Tiny, portable biosensor to be a big gun in the fight against food contamination

May 18, 2007 As more and more chemical assistance becomes available to farmers, it becomes more and more important to be able to accurately measure if these chemicals make it through into our food and drink. And while pesticides and herbicides can have an immediate or accumulative harmful effect on our bodies, the accidental ingestion of small amounts of antibiotics through animal meat can contribute to the strengthening of bacterial resistance to antibiotics - a potentially more serious side-effect. Testing for contaminants has typically been slow, expensive and limited by laboratory location - but this tiny, portable and cheap biosensor developed in Spain makes it much quicker and easier to test a range of agricultural products on the spot.

Scientists at the Universitat Autònoma de Barcelona (UAB), in cooperation with the CSIC, have developed a new electro-chemical biosensor which detects the presence, in food, of very small amounts of atrazine –one of the most widely used herbicides in agriculture and which also has very long lasting effects on the environment- as well as antibiotics in food. The biosensor is faster, more portable and economic than the expensive laboratory methods which are used to detect contaminants, while having a very similar sensitivity. The system has been tested successfully to detect pesticides in samples of drinking water and commercial orange juice, as well as to detect traces of antibiotics in cow’s milk.

The agricultural use of atrazine, and other herbicides based on a chemical substance called triazine, often causes contamination both of underground water and overground water. For this reason food safety agencies have established control measures to prevent these pesticides entering the food chain. Similarly, antibiotics used to treat bacterial infections in domestic animals, such as the case of sulphanilamides in cattle, and even those used to improve growth in farm animals, may contaminate food and be harmful for people. The European Community has established upper limits for the presence of traces of pesticides and antibiotics in food, but the control of these limits is carried out in laboratories with expensive, slow and bulky equipment.

The sensor developed by scientists at the UAB and the CSIC will allow the detection of doses of atrazine at levels of 0.006 micrograms per litre, much lower than the maximum concentrations allowed by European regulations (0.1 micrograms per litre), and this can be done more quickly and cheaply than is the case of the chromatographs which are used today in food safety laboratories. For the detection of antibiotics, the sensor has a sensitivity of 1 microgram per litre for whole milk, while the legislation allows a maximum of 100 micrograms per litre.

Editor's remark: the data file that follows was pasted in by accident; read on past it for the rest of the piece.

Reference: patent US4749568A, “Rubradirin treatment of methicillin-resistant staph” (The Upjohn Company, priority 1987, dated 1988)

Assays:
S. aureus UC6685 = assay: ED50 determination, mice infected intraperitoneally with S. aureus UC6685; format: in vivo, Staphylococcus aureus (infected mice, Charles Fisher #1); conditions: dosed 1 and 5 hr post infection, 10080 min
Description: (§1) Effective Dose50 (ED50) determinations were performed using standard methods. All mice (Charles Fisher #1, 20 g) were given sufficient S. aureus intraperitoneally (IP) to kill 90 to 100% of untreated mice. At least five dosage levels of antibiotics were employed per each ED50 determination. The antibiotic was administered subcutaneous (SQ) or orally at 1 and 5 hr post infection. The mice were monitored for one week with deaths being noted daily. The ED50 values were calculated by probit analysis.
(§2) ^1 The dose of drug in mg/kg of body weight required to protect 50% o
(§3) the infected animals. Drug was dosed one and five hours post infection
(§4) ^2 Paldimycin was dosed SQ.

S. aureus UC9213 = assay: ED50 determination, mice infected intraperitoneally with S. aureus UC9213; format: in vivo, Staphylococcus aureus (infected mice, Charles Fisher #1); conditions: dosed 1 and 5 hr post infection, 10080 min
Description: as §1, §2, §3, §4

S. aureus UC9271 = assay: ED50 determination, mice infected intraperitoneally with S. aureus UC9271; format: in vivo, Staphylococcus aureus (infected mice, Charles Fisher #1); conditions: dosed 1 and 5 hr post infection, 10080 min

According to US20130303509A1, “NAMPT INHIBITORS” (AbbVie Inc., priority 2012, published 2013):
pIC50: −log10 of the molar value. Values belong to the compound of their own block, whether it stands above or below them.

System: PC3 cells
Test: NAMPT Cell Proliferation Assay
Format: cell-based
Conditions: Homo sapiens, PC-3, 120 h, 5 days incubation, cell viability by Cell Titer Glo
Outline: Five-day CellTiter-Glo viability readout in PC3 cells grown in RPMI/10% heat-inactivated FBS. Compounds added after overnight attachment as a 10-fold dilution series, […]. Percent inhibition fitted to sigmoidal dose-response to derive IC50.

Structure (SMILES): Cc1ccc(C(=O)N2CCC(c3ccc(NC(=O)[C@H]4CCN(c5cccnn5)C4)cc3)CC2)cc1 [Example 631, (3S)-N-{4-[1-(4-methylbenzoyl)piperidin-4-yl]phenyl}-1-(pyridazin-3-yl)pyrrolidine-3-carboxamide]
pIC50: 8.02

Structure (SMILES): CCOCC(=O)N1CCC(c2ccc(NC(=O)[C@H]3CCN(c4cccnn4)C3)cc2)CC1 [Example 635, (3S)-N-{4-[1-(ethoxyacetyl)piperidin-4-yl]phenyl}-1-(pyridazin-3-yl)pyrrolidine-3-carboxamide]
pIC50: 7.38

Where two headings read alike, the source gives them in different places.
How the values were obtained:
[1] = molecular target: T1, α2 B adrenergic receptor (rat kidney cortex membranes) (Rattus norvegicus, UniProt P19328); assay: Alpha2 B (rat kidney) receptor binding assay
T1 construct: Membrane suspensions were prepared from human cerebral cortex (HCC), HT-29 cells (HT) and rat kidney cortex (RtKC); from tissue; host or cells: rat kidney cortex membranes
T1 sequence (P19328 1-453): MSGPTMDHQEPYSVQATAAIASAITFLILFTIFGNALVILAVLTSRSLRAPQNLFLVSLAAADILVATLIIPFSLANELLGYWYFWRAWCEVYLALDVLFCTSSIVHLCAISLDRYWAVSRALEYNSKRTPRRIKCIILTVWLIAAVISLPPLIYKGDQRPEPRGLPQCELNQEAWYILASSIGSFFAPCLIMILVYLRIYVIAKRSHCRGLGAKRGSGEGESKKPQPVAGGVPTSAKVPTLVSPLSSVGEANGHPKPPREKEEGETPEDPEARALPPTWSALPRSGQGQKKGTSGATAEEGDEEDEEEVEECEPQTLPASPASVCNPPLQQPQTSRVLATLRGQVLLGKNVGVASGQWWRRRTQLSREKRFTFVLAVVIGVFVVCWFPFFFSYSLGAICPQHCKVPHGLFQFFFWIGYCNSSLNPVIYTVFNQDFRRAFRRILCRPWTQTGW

Due to the ease of use of this sensor and its portability, the technique can be used in situ for quantitative analysis of the presence of atrazine, as well as that of other herbicides, in food and water samples outside the laboratory. The sensor can be easily prepared by means of a process that can be extended on an industrial scale to allow the manufacture of large quantities at a very low cost, and may even be made for personal, disposable use .

The chemical mechanism to detect contaminants in a sample is very similar to that used by the immune system to identify a virus or bacteria in the body. The organism attacks an infection by generating antibodies which hook onto, for example, a specific type of virus. Hence the virus is identified and may be eliminated. In the case of the sensors, specific antibodies for atrazine have been used (in the case of pesticides) and for sulphanilamide (in the case of identifying antibiotics). Once the antibodies hook onto the contaminating particles they are attracted to the surface of a transductor which converts the contact with the antibodies into electrical signals. By measuring these electric signals the device can determine the concentration of contaminants in the sample.

According to Isabel Pividori, researcher at the UAB Sensors and Biosensors Group and co-director of the study, “due to their characteristics, such as their ability to carry out measurements in the field, the biosensors are analytical tools which have numerous applications in the agro food industry, and can be used as an alarm for the rapid detection of ‘risk’ of contamination in practices based on Risk and Critical Control Point Analysis”.

The research has been undertaken jointly by the professor of the Department of Chemistry, Salvador Alegret and the doctoral student Emanuela Zacco, and has counted on the participation of the Applied Molecular Receptor Group at the Institute of Chemical and Environmental Research in (CSIC), headed by Maria Pilar Marco. The results have recently been published in the journals Analytical Chemistry and Biosensors and Bioelectronics.

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